Study hard, choose friends with care, and other advice for younger students
Editor’s note: On the cusp of graduation, eighth grade reporters offer some advice to the younger students at The DePaul Catholic School.
You are going to receive a lot of advice about what to do with your life and how to be successful once you reach eighth grade. This is commonly someone else’s opinion of your life. This will happen throughout your life, most commonly after you graduate middle school and high school. It’s valuable because it’s built on experiences of others, but never forget that you are different. Focus on being the best you can be, and I know things will work out for you. — Alex
Don’t rush, because you are all going to the same place. Always stay focused on you and what you want to accomplish. Don’t give the teachers a hard time. They are just trying to teach you better things so you can have a better life. — Ava
Yes, I’m getting ready to graduate junior high school. One piece of advice I can give to the younger students about gaining success and happiness in a school is pay attention, do your work, and don’t focus on others. Focus on your life and make sure you are doing good so that you are successful in life. — Dion
Study for your tests, and also don’t put yourself around the wrong crowd. Always put yourself with people who want to do good in school and want to succeed. Those people who want to succeed have a bright future ahead of them. If you are struggling with school or homework, ask for help. Don’t wait until you’re failing because it is important for you to go to a great high school. If you’re stressed, always try to work it out, bring a stress ball or some water, even ask the teacher to get a breather outside the classroom. It will help you. — Jason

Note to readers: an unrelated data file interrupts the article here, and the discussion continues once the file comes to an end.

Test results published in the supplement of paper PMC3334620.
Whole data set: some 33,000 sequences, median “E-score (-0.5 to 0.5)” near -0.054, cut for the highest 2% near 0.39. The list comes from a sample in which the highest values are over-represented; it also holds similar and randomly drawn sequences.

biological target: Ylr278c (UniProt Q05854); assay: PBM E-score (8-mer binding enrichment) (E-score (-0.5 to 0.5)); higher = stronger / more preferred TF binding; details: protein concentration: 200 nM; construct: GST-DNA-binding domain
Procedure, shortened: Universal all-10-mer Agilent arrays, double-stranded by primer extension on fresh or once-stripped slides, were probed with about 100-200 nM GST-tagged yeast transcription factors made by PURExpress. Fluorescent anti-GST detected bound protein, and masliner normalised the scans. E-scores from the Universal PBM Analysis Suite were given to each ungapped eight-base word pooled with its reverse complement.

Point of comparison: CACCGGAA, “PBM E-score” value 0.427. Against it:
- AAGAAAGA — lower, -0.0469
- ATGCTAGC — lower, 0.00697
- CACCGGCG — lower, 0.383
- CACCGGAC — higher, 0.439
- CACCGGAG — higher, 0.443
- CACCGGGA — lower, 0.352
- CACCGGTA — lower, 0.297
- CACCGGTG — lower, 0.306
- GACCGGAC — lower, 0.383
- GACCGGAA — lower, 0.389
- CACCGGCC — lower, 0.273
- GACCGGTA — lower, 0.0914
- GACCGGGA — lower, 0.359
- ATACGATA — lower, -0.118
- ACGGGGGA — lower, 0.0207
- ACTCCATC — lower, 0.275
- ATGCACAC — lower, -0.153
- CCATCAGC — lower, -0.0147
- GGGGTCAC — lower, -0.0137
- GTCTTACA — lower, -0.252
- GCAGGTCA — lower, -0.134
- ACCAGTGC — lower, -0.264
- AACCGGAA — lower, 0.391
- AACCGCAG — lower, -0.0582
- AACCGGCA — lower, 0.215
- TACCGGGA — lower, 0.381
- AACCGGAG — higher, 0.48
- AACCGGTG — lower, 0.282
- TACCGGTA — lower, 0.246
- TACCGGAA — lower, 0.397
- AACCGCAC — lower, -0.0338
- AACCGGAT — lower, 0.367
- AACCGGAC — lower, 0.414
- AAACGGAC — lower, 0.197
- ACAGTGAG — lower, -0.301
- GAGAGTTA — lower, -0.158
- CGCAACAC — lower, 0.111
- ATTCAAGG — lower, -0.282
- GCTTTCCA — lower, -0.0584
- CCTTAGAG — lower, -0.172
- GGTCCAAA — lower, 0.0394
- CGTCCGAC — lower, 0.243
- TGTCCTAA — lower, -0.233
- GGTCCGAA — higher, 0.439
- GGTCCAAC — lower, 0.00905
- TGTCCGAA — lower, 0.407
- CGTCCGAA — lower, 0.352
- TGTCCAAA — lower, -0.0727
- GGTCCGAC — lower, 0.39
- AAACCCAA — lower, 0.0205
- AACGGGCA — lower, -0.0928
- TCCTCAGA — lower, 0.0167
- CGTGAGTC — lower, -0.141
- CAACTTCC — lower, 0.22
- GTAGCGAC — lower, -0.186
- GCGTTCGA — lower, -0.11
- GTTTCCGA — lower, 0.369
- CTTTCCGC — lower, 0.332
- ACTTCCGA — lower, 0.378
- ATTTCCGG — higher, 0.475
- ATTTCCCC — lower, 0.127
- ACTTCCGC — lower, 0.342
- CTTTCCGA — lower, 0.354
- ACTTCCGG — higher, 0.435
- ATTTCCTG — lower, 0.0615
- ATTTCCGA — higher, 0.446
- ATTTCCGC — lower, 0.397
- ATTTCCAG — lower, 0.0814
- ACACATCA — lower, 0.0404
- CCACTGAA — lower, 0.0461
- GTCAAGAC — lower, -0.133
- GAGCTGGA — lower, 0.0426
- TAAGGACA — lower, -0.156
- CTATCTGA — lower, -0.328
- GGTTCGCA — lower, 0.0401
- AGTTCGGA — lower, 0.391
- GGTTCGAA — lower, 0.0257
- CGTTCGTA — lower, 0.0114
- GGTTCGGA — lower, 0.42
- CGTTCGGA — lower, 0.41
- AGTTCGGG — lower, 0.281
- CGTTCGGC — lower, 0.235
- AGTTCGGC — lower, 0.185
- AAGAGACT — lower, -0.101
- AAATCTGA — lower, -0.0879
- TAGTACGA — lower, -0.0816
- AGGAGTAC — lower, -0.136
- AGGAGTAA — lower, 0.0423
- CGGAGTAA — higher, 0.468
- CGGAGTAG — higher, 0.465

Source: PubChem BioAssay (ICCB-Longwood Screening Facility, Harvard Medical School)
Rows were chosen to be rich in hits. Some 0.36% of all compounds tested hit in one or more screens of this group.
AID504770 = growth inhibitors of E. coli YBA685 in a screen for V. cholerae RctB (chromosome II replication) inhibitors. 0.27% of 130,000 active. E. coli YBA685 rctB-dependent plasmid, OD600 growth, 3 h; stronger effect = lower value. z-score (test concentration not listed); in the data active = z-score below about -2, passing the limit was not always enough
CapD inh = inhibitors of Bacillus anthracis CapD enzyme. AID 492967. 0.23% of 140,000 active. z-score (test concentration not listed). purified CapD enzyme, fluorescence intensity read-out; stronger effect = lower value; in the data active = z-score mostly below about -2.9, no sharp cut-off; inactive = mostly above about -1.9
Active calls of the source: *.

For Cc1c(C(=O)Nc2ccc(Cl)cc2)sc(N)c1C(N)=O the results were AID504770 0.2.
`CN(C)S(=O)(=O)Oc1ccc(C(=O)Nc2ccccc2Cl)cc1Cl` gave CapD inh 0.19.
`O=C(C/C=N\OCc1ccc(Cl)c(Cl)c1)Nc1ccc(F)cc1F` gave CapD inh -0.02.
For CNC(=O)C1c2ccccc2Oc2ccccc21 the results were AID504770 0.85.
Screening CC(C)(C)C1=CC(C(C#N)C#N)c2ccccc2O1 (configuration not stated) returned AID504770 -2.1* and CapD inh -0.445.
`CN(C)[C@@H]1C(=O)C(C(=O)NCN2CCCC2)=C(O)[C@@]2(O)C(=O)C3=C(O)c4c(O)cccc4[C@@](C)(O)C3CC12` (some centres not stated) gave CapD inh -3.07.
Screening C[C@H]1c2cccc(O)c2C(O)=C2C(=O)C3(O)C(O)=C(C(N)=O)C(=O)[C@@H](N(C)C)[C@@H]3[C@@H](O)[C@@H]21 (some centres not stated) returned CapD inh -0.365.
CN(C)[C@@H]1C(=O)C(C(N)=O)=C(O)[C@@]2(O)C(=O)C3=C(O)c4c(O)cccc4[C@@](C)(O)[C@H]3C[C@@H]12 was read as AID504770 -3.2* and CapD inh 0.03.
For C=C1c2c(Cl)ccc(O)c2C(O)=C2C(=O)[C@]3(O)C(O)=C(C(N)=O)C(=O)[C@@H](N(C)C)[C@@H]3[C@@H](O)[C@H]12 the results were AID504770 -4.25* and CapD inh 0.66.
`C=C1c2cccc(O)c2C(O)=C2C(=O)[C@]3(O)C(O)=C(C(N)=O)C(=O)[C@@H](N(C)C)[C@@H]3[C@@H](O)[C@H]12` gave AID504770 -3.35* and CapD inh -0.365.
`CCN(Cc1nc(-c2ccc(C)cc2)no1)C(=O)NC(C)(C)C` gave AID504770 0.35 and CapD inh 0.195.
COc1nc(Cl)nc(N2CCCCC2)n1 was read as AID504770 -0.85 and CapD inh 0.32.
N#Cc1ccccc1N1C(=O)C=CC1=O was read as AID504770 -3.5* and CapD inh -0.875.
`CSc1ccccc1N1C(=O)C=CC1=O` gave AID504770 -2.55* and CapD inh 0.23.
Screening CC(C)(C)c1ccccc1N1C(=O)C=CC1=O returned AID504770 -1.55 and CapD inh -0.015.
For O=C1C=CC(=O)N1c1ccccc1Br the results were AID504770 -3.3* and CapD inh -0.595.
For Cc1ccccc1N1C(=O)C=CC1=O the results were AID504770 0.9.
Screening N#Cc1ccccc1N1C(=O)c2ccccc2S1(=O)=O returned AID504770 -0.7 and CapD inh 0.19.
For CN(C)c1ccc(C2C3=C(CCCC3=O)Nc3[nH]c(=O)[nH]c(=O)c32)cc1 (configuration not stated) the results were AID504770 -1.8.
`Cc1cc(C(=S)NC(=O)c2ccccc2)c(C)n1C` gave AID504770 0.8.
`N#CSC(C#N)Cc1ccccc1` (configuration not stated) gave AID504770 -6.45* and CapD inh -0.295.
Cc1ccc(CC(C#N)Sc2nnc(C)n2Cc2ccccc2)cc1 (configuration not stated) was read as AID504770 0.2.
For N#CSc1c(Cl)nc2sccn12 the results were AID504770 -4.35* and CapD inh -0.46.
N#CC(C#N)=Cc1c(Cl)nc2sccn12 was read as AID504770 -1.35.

During my time at DePaul I made some nice friends. Just because you want to be popular in school doesn’t mean you have to be friends with everyone. Choose the people you think will have the best impact on you and stick with them. Never stress when you’re missing work because it will only make things worse. Talk to your teachers because the DePaul staff is very generous. I’m pretty sure they will be willing to talk to you about anything you’re struggling with. —Nashiya